I'm just going to leave this here. Posted in my neighbourhood facebook group. In for a penny, in for a moving truck.
Is that allowed? In my country you'd need a license for  vehicle such as this to sell from locations. Then you'd have to worry about shopfront associations of shopping centers if you park too close because they don't want to compete with someone who doesn't pay their rent and such.

LifeHappens

  • Walrus Stache
  • *******
  • Posts: 7267
  • Location: SnowBirdLand
  • Downshifting from 5th to 3rd Gear
Re: No, I won't buy into your MLM
« Reply #1227 on: August 01, 2019, 07:58:58 AM »
I think that's part of why they are so attractive and dangerous.  These are otherwise realistic people, so they'd never bite on something promising them $300k/year.  That would clearly be too good to be true.  But thinking they can make $5-$15k?  It's easy to believe that's realistic precisely because it's a modest number.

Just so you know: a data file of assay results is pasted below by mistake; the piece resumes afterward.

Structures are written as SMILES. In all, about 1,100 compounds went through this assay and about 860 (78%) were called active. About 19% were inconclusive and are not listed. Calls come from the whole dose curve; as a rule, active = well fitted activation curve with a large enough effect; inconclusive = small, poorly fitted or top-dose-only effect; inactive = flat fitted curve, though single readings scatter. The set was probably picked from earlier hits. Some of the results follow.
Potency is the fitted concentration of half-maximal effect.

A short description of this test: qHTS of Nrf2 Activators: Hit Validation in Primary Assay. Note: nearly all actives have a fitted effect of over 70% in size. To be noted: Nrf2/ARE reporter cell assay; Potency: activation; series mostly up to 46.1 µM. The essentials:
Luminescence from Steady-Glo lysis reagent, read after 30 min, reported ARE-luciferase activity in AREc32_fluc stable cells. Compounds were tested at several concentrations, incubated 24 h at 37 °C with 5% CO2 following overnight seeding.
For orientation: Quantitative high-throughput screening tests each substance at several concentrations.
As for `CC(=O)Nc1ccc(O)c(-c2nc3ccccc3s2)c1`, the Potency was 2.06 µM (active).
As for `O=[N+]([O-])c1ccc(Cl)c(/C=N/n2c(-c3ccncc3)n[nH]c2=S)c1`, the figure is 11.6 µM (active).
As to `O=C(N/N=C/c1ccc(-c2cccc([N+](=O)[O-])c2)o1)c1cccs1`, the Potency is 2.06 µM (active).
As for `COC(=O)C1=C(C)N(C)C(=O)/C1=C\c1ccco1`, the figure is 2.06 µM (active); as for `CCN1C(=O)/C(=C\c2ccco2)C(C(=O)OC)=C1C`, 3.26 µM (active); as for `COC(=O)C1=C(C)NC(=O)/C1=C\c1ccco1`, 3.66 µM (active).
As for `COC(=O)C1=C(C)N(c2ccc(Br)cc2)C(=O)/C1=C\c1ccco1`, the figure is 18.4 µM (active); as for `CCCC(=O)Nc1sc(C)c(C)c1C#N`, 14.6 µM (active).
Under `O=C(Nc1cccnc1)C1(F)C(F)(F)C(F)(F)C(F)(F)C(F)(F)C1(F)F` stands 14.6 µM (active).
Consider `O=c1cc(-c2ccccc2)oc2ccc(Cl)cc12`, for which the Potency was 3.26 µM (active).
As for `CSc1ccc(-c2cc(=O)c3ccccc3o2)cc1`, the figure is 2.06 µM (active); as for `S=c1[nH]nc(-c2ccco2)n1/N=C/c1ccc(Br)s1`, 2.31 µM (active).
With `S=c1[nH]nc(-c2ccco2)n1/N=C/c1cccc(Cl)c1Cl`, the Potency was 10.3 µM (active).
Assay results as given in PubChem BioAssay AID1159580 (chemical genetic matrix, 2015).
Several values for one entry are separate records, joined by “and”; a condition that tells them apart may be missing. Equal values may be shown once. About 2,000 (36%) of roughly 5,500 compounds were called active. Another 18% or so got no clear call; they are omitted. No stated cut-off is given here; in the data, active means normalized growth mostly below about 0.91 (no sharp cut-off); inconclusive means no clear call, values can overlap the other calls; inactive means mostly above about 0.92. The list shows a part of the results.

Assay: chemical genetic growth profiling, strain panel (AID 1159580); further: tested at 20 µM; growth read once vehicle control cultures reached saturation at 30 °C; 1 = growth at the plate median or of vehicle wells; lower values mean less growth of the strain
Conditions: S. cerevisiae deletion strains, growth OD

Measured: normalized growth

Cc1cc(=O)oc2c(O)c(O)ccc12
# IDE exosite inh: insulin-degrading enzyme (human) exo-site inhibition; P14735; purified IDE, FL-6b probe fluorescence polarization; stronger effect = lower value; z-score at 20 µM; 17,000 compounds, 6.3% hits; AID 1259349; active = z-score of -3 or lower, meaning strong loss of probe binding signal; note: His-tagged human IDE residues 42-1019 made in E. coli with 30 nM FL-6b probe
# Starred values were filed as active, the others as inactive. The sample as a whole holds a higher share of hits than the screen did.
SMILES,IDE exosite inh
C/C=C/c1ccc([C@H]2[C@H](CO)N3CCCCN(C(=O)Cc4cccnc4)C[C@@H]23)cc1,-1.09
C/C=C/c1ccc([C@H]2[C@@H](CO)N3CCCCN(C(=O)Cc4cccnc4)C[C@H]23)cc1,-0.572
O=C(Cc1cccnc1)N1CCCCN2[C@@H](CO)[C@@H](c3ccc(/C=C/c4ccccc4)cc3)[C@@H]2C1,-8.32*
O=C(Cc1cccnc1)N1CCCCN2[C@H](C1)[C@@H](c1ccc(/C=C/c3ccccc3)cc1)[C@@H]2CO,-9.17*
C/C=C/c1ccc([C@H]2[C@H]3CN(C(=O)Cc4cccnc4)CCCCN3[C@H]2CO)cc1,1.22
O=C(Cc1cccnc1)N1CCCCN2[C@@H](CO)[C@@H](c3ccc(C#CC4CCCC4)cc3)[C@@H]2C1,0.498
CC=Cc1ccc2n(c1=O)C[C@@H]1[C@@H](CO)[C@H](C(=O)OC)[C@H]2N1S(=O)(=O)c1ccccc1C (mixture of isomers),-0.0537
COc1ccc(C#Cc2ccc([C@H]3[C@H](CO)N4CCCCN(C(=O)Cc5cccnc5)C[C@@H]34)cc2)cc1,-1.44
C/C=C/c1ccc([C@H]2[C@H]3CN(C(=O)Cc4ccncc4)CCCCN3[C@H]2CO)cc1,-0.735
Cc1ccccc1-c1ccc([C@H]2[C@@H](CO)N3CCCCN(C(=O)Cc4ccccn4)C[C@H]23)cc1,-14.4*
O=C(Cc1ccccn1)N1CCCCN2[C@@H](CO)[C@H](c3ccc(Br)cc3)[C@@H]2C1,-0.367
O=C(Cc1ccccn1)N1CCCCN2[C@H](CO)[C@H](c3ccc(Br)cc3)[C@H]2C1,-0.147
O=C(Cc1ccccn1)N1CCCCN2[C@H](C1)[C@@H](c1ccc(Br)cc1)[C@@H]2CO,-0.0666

From what I've seen, you are correct. The "best" marketing I've seen for MLMs talks about earning enough income to become a SAHM (never a SAHD, by the way) or frames it as a side-hustle to supplement the family budget. The "drive a Ferrari and live in a mansion" stuff is out there, but the really good recruiters go for people with modest expectations.

Hunny156

  • Bristles
  • ***
  • Posts: 461
Re: No, I won't buy into your MLM
« Reply #1228 on: August 01, 2019, 11:18:02 AM »
After a lengthy period of not seeing any MLM related stuff on Facebook, I think one has crept into my feed.  Three different people, who don't know each other to the best of my knowledge, have posted recently about this incredible tooth whitening paste that is amazing and they will never switch back to conventional toothpaste. If I want to know more, I just have to comment and some other person will reach out with information.